January 21, 2019


To finish the moment, to find the journey’s end in every step of the road, to live the greatest number of good hours, is wisdom.”  -Ralph Waldo Emerson 

Here I am, 20 days into my 365-day journey, 30 days into a government shutdown that has thwarted my purpose and justification for this indulgent endeavor.  Now I sit here, in College Station, Texas.  I am the oldest person within a 10-mile radius.  This trip is teaching me something – teaching me that my control issues, however well suppressed, are no match for the universe.  Indeed, it is a lesson that I thought the last year and a half had already taught me, but I guess I need a refresher.  There’s a powerful metaphor here.  I can feel it like a cold shadow; but I can’t quite make out its outline – not just yet.  

I have visited 21 parks since my last blog post.  Most of them were closed altogether.  A few were accessible, but none had open visitor centers.  I have no new park stamps since I left the Virgin Islands.  I am angry over the shutdown.  I am happy to be travelling around.  There is a palpable duality that moves with me like a silent travel companion.  These are thoughts that I tried to express in my radio interview this week with Don Marsh on St. Louis Public Radio.  Each day I wake up hoping that the shutdown will end this day, next day, in a couple of days, etc.  Nonetheless, I carry on because I came to see – to find the journey’s end in every step of the road.   

My trip has become an exercise in documenting closed park gates, barricades, and laminated “Lapse in Appropriations” signs.  Occasionally, though, some magical moments shine through.  My brief visit to Congaree National Park is one of the most soul-rattling experiences I have ever had.  It took me several days to process the experience, and only now have I tried to write it down.  I arrived late, near sunset and exhausted from driving all day.  The visitor center was closed due to the shutdown, but the park was open.  I was the only person there.  My truck was the only vehicle in the expansive parking lot.  The beautiful visitor center nestled under dense tall trees was silent and still.  In fact, silence and stillness permeated the entire park.  I hiked – down a boardwalk trail for a mile or more.  My footsteps were the only sound for miles.  To be the only human being in a large National Park is an overwhelming experience that I cannot put into words.  My body vibrated with intense excitement and joy, but also from primal fear and trepidation.  A hyper-emotional duality.  As the sun went down, the silent park filled with a powerful eerie gloom – almost foreboding.  My time was up.  I was being asked to leave – not by any Ranger or authority, but by the park itself.  It’s a valuable lesson – to be reminded of our place in the natural world.  We’re connected, but interlopers; another duality to ponder.  So, I followed Emmerson’s lesson in wisdom – finished the moment and drove slowly out of the park, being so careful not to disturb the peace; satisfied in the number of good hours I lived that day.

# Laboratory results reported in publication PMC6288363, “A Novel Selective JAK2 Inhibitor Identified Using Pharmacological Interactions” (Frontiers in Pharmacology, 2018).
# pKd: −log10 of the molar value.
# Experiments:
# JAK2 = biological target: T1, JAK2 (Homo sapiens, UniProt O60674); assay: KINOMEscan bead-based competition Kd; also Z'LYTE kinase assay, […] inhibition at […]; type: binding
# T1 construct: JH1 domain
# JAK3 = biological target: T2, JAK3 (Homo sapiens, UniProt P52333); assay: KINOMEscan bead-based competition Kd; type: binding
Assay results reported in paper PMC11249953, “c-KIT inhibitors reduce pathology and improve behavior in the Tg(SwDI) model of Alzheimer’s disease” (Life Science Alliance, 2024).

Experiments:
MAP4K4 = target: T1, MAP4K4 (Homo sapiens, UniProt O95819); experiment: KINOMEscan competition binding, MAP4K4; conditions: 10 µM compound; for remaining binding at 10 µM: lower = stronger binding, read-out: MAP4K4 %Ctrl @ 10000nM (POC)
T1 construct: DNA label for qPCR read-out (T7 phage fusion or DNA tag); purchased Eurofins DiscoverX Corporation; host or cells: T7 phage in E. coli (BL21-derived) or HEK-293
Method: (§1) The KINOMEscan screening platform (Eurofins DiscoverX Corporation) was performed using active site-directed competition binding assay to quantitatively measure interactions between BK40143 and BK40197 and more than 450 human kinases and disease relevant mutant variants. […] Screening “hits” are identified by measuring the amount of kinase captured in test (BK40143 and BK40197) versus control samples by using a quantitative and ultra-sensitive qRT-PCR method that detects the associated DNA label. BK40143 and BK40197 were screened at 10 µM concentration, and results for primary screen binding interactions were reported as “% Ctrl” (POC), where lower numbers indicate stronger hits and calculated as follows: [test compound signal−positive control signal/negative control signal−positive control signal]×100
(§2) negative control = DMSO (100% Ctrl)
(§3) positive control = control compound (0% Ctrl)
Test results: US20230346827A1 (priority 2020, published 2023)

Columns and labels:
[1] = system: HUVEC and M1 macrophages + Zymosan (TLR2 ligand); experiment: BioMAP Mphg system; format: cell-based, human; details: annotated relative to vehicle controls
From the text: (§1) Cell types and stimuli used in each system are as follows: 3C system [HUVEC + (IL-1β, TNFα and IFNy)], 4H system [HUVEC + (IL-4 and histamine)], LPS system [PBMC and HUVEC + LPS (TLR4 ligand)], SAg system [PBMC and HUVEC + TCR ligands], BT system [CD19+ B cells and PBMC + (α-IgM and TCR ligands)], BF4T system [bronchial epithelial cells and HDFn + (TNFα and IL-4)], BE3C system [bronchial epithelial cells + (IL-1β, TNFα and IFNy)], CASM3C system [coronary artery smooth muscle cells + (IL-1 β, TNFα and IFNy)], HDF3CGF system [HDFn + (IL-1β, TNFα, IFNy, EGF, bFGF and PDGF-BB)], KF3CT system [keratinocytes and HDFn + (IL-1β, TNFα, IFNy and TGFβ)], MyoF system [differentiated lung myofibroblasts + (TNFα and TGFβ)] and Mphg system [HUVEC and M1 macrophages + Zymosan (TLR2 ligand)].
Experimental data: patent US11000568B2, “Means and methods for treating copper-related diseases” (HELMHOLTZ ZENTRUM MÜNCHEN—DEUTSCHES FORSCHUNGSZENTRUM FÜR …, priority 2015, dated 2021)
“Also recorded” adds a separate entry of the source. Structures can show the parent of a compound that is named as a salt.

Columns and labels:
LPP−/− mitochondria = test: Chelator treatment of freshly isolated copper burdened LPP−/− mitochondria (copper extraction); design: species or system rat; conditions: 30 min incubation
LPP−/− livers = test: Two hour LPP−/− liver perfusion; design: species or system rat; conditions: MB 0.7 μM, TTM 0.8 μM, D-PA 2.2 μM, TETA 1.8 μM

Parks visited since January 11th: 

Canaveral National Seashore (closed, but partially accessible with no services) 

Fort Matanzas National Monument (closed, no access) 

Castillo de San Marcos National Monument (closed, but grounds were accessible) 

Timucuan Ecological and Historic Preserve (closed, partially accessible) 

Fort Caroline National Memorial (closed) 

Cumberland Island National Seashore (closed, no access) 

Fort Frederica National Monument (closed but accessible, no services) 

Fort Pulaski National Monument (closed, no services) 

Fort Sumter National Monument (closed, no access) 

Charles Pinckney National Historic Site (closed, no access) 

Congaree National Park (open, no services) 

Ninety Six National Historic Site (closed, no access) 

Chattahoochee River National Recreation Area (open and accessible, no services) 

Kennesaw Mountain National Battlefield Park (closed, partially accessible, no services) 

Martin Luther King, Jr. National Historical Park (closed, no access) 

Andersonville National Historic Site (closed, cemetery accessible) 

Jimmy Carter National Historic Site (closed, no access) 

Gulf Islands National Seashore, FL and MS (closed, some access, no services) 

New Orleans Jazz National Historical Park (closed, no access) 

Jean Lafitte National Historical Park and Preserve (closed, partially accessible, no services) 

Big Thicket National Preserve (closed, partially accessible, no services) 

Andy Magee